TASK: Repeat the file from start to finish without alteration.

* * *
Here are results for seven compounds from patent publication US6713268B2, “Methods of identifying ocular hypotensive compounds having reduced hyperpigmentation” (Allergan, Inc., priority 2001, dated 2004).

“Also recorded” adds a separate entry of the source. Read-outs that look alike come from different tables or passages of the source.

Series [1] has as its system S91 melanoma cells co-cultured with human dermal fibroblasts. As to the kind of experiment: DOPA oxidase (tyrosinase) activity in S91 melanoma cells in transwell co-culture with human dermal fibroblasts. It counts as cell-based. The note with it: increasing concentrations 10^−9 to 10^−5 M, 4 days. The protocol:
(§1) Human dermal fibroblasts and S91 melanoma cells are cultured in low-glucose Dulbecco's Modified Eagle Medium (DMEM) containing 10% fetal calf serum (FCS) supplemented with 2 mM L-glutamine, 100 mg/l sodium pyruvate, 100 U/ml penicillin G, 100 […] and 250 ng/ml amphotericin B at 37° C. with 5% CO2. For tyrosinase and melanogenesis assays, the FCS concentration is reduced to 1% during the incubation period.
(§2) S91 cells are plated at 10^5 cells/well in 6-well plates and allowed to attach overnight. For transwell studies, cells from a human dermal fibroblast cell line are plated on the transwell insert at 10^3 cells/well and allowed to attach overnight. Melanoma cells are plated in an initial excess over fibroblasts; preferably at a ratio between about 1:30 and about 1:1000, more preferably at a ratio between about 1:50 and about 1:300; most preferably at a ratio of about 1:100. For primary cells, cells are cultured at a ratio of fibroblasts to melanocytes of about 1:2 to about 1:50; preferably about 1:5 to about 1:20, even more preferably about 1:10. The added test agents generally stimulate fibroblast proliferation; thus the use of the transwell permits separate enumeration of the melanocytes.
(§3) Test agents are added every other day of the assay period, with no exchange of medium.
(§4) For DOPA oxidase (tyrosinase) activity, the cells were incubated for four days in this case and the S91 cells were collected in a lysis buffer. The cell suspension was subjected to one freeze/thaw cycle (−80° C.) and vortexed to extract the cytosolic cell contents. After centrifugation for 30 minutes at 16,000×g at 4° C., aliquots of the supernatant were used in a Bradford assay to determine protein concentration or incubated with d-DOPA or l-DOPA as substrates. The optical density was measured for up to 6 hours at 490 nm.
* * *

Here are results for seven compounds from patent publication US6713268B2, “Methods of identifying ocular hypotensive compounds having reduced hyperpigmentation” (Allergan, Inc., priority 2001, dated 2004).

“Also recorded” adds a separate entry of the source. Read-outs that look alike come from different tables or passages of the source.

Series [1] has as its system S91 melanoma cells co-cultured with human dermal fibroblasts. As to the kind of experiment: DOPA oxidase (tyrosinase) activity in S91 melanoma cells in transwell co-culture with human dermal fibroblasts. It counts as cell-based. The note with it: increasing concentrations 10^−9 to 10^−5 M, 4 days. The protocol:
(§1) Human dermal fibroblasts and S91 melanoma cells are cultured in low-glucose Dulbecco's Modified Eagle Medium (DMEM) containing 10% fetal calf serum (FCS) supplemented with 2 mM L-glutamine, 100 mg/l sodium pyruvate, 100 U/ml penicillin G, 100 […] and 250 ng/ml amphotericin B at 37° C. with 5% CO2. For tyrosinase and melanogenesis assays, the FCS concentration is reduced to 1% during the incubation period.
(§2) S91 cells are plated at 10^5 cells/well in 6-well plates and allowed to attach overnight. For transwell studies, cells from a human dermal fibroblast cell line are plated on the transwell insert at 10^3 cells/well and allowed to attach overnight. Melanoma cells are plated in an initial excess over fibroblasts; preferably at a ratio between about 1:30 and about 1:1000, more preferably at a ratio between about 1:50 and about 1:300; most preferably at a ratio of about 1:100. For primary cells, cells are cultured at a ratio of fibroblasts to melanocytes of about 1:2 to about 1:50; preferably about 1:5 to about 1:20, even more preferably about 1:10. The added test agents generally stimulate fibroblast proliferation; thus the use of the transwell permits separate enumeration of the melanocytes.
(§3) Test agents are added every other day of the assay period, with no exchange of medium.
(§4) For DOPA oxidase (tyrosinase) activity, the cells were incubated for four days in this case and the S91 cells were collected in a lysis buffer. The cell suspension was subjected to one freeze/thaw cycle (−80° C.) and vortexed to extract the cytosolic cell contents. After centrifugation for 30 minutes at 16,000×g at 4° C., aliquots of the supernatant were used in a Bradford assay to determine protein concentration or incubated with d-DOPA or l-DOPA as substrates. The optical density was measured for up to 6 hours at 490 nm.